The National and American leagues are busily recruiting replacement umpires to work next week's regular-season baseball games in case of a strike or lockout, but the search apparently hasn't taken them to the Baltimore area.
The Baltimore Orioles have been advised not to look for local umpires, a break from the policy used the last time major-league umpires left their jobs during the regular season in 1979. And officials of several local umpires' associations say they haven't been -- and don't expect to be -- contacted about working major-league games.
Meanwhile, major-league umpires and the two leagues still are attempting to reach a settlement. Yesterday, negotiators for the two sides met for six hours and will resume their talks today.
Robert Kheel, the negotiator for the two leagues, declined to comment after the meeting.
"The only progress that was made was that the union made additional enormous concessions to the owners," umpires union head Richie Phillips said.
Bob Aylward, Orioles vice president for business, said yesterday that the team was informed this week that "the league is making arrangements for umpires" if a strike or lockout keeps the major-league umpires off their jobs Opening Day.
That means the Orioles will have a much-diminished role in the selection of the replacement umpires than during the '79 strike, when umpires were off their jobs for 80 days. In that situation, the Orioles were asked to submit a list of local umpires to the American League. The league then paired three of the local umpires with one minor-league umpire to work all the games at Memorial Stadium.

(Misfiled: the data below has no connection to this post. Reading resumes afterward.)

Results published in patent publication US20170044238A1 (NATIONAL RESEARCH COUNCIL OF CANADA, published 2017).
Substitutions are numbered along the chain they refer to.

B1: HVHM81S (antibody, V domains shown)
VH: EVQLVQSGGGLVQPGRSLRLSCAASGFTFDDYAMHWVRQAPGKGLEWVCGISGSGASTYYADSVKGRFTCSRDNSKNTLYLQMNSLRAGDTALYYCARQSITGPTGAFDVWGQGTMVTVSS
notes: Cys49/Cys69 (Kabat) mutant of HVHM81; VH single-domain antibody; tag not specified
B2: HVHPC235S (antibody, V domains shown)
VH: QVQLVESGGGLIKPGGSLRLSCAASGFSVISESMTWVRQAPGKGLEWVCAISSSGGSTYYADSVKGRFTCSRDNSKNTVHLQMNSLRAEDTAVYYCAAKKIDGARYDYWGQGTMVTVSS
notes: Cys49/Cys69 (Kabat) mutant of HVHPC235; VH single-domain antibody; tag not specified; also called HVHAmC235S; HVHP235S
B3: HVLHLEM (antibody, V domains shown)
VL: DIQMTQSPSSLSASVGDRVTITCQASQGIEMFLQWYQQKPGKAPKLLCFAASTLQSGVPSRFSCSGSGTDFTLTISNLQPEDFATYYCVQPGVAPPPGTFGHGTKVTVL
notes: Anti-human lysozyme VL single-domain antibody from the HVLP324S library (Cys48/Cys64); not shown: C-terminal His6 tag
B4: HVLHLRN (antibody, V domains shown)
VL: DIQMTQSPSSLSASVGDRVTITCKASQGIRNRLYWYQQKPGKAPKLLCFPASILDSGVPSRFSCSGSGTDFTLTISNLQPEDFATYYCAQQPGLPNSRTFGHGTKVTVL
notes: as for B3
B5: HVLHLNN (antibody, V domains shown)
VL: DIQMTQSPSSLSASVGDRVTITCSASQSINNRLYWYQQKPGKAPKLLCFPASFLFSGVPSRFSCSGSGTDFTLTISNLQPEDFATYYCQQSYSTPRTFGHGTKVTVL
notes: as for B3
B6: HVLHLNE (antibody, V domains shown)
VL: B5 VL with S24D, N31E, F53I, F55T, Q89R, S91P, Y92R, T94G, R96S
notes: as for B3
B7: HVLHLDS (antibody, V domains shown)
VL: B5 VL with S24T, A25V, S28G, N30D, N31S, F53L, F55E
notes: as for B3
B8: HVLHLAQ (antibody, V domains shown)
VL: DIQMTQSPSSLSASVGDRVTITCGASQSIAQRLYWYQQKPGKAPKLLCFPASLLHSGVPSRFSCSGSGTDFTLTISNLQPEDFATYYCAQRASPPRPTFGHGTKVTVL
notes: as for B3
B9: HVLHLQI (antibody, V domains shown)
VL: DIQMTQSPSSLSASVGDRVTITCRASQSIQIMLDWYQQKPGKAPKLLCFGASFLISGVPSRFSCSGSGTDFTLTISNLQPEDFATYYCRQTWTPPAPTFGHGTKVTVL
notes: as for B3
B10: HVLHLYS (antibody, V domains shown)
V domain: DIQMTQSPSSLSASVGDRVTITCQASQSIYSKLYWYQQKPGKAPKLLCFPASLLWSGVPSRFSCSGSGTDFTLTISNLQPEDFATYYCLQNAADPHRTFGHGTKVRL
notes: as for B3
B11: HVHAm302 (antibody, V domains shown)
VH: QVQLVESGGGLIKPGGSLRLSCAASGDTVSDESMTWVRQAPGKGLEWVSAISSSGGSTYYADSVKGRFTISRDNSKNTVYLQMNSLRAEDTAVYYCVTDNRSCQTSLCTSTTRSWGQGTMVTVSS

This time, the replacement crews would not include a minor-league umpire, a decision that was prompted by the resentments directed at them after the strike by returning umpires.
For umpires from the Baltimore area, the more significant change appears to be that they will not be involved much, if at all.
Bob Roesner, commissioner of the Mason-Dixon Collegiate Umpires Association, which provides umpires for many local college games, probably would be among the first to hear if local umpires were being put on alert. Except for a few conversations with Aylward, Roesner has heard nothing.
"I don't have the slightest idea [where replacement umpires will come from]. I don't think any of us do," said Roesner, who worked about 20 Orioles games at Memorial Stadium during the '79 strike. He speculated that the leagues might be looking to retired umpires and to a "select group" of college umpires who work the Division I playoffs of the National Collegiate Athletic Association.
Roesner and Aylward did say, however, that local crews would be ready to work the Orioles' weekend exhibition games at RFK Stadium in Washington if the regular umpires walked off their jobs. Although their contract expired Dec. 31, the umpires have continued to work spring-training games.
There were differing opinions about whether local umpires should cross picket lines to work major-league games. When he and other locals worked in 1979, Roesner said: "Our feeling was that nothing is bigger than the game. And that if we didn't do it, someone else would."
Ray Ruffing, president of the Southern District Baseball Umpires Association, which officiates games at the Naval Academy, the University of Maryland and Washington-area schools, was opposed vehemently.
"It's a once-in-a-lifetime opportunity," he said. "But it comes down to do you want to honor your profession or feed your ego?"